Clinical Benefits


Methotrexate Has Some Clinical Benefits Over Leflunomide, But May Be More Toxic

Rheumatology Online

By James Adams

A multi-center, double-blind study has shown that both methotrexate and leflunomide are effective for prolonged treatment of rheumatoid arthritis.

Methotrexate showed some clinical advantages over leflunomide(Arava), but also appeared to be more toxic.

Investigators randomized 999 rheumatoid arthritis patients to receive either methotrexate (n=498) or leflunomide (n=501) for 52 weeks. Methotrexate was administered at a dose of 10 to 15 mg/week, and with leflunomide, patients were given a loading dose of 100 mg/day for three days followed by a maintenance dose of 20 mg/day.

Patients were given the option to continue for a second year of double-blind treatment after their first 52 weeks.

Tender and swollen joint counts as well as patient and physician assessments were the evaluated end points. Adverse effects, including elevated plasma liver enzyme levels, were also recorded. Disease progression was radiographically assessed.

Results showed that after the initial 52-week treatment, both drugs improved tender and swollen joint counts and both patient and physician assessments, with the improvements in the methotrexate group being significantly higher than those seen in the leflunomide group.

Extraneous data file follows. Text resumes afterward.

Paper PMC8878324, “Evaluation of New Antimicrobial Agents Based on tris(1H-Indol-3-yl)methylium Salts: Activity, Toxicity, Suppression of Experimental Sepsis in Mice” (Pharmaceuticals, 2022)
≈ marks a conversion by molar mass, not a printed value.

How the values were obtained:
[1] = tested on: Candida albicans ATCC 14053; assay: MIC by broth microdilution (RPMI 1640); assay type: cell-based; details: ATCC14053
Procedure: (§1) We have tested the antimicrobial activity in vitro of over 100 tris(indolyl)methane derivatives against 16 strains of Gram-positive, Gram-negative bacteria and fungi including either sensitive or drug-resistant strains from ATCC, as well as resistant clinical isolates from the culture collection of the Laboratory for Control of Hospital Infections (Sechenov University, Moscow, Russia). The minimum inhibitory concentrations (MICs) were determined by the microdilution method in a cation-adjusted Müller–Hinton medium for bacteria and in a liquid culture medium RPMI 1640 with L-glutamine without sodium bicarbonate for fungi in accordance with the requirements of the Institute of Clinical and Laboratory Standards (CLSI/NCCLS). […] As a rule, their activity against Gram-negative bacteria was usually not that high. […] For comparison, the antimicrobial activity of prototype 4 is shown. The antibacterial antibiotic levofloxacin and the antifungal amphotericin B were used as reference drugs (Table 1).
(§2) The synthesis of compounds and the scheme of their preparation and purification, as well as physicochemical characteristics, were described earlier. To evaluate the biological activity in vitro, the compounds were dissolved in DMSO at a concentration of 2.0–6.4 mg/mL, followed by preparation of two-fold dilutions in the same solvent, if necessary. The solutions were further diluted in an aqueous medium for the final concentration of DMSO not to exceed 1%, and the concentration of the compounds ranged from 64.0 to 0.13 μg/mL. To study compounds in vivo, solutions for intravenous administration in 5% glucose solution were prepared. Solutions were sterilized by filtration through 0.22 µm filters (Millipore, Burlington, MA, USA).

There was a small degree of disease progression seen with both drugs.

After two years of treatment, the improvement to tender joint counts and patient assessments in the two groups equalized. However, significantly less disease progression occurred in the methotrexate group.

Adverse effects seen in both groups were diarrhea, nausea, alopecia, rash, headache and elevated levels of plasma liver enzymes.

Over the two-year period, 21 patients had to be withdrawn from the methotrexate group because of elevated plasma liver enzymes. Eight were withdrawn from the leflunomide group. There were also two drug-related deaths in the methotrexate group and none in the leflunomide group.

The investigators conclude that both drugs are effective, and while methotrexate had some clinical benefit over leflunomide, its toxicity must be taken into account.

Rheumatology Online

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